Photo by Anne Fishbein
The stunning pullout this month by DreamWorks from the just-begun Playa Vista development has shaken the financial foundations of the proposed 1,087-acre complex near Marina del Rey. With the departure of DreamWorks, Playa Vista instantly lost the benefit of $35 million in city tax credits tied to jobs created by the movie studio. And then, on Friday, the Los Angeles City Council decided to take a second look at other subsidies pledged to the developer, most notably a bond issue worth millions of dollars.
Just two weeks ago, the city was ready to authorize $428 million in tax-exempt bonds for Playa Vista. The money would have paid for sidewalks, curbs, landscaping, lighting — really, anything within the development with a potential public use or benefit. The money could even have gone toward the promised restoration of 188 acres of the Ballona Wetlands, where the massive project sits.
The bond deal was sweet for many reasons. Investors could buy the bonds without having to pay taxes on their interest profits. And the developers would get all their construction cash upfront at below market rates — and then be able to walk away from paying off the bonds. The bond debt would become the responsibility of whoever purchased property in the development.
But now the City Council has postponed a decision on the funding — called Mello-Roos bonds — until August 6, to give staff a chance to re-examine the entire plan in light of the departure by the DreamWorks SKG studio. After all, the involvement of DreamWorks — with its potential to create good-paying, long-lasting movie-industry jobs — was a prime mover behind offering the financial incentives in the first place.
The tax-exempt Mello-Roos bonds would have been a boon in any circumstance, but the city went even further. Normally, for example, these bonds must be used to support such things as the construction of schools and major streets, infrastructure that provides an “extraordinary public benefit” outside the confines of the development. But Playa Capital, the developer, would have been allowed to use the funds for virtually any project component. The City Council also extended the bond-repayment period to 30 years (from the typical 25). And Playa Capital was given two years to attract residents and commercial renters before interest payments on the bonds would have to be paid for through special property taxes.
While city documents repeatedly insist that sponsoring $428 million in Mello-Roos bonds would have “no fiscal impact on the General Fund or any other fund of the City,” there are, nevertheless, hidden taxpayer subsidies. Using conservative estimates on interest rates, the Center for Tax Justice in Washington, D.C., estimates that over a 30-year period, the $428 million in tax-exempt bonds will mean the loss to state and federal treasuries of about $335 million in tax revenues.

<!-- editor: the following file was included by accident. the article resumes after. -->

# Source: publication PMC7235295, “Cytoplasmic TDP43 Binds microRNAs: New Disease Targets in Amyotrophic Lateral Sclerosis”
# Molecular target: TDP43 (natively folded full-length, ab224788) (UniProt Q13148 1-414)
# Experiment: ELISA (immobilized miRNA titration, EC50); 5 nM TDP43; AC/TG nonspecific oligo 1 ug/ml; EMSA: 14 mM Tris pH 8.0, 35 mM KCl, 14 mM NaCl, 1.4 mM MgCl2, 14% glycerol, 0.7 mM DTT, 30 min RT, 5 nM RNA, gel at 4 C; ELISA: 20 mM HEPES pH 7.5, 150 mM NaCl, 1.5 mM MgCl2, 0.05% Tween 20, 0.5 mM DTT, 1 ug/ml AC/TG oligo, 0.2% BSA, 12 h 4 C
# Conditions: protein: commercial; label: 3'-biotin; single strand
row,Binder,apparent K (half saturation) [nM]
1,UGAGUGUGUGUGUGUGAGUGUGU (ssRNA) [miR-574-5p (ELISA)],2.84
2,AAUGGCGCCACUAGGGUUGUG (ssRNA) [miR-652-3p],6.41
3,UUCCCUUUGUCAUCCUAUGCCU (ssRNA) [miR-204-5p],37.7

This enormous tax benefit for investors comes via land for which Playa Capital paid only $101 million in the spring of 1997.
The huge subsidy has not gone unnoticed by Playa Vista’s foes, who still hope to preserve most of the acreage as public wetlands. The Citizens United To Save All of Ballona coalition is gearing up to lobby against the Mello-Roos bonds. “Without the Hollywood glitter” of DreamWorks, “these Mello-Roos funds can be seen for what they are — straight corporate welfare,” says Wendy Wendlandt, state political director of the California Public Interest Research Group (CALPIRG).
Opponents of Playa Vista have been jubilant since the announcement of DreamWorks’ withdrawal. Although major news media such as the Los Angeles Times, The New York Times and The Wall Street Journal all accepted DreamWorks’ statement that it could not reach agreement with lenders on financial terms for building the studio, that explanation has its limits. Steven Spielberg, Jeffrey Katzenberg and David Geffen, the co-owners of DreamWorks, after all, were each listed among the 50 richest men in Los Angeles County in a recent L.A. Business Journal article — even before Katzenberg won an estimated $250 million settlement in a lawsuit against Disney.
Could it be that the much-maligned and scoffed-at campaign of die-hard environmentalists finally carried the day? For five years, activists have filed lawsuits and staged demonstrations, making it clear that they considered publicity-sensitive DreamWorks as much a target as Playa Capital itself. One group, the Ballona Wetlands Land Trust, reports that it has distributed 15,000 post cards of protest addressed to DreamWorks over the last three years.
But unraveling the larger development deal — and influencing city policy in the process — may prove a stiffer challenge. In this arena, the project developers are pros. Playa Capital’s David Herbst has vowed to build a studio at Playa Vista “one way or another” and has vast experience negotiating with city officials and council members.
Still, anti–Playa Vista environmentalists sense an opportunity. Playa Capital has no tenants for Playa Vista and continues to face legal challenges in federal and state courts. The newly uncertain status of the Mello-Roos bonds undermines both the development's momentum and its financial viability. Thus, the city's pending decision on the bonds could be a bellwether for the project as a whole.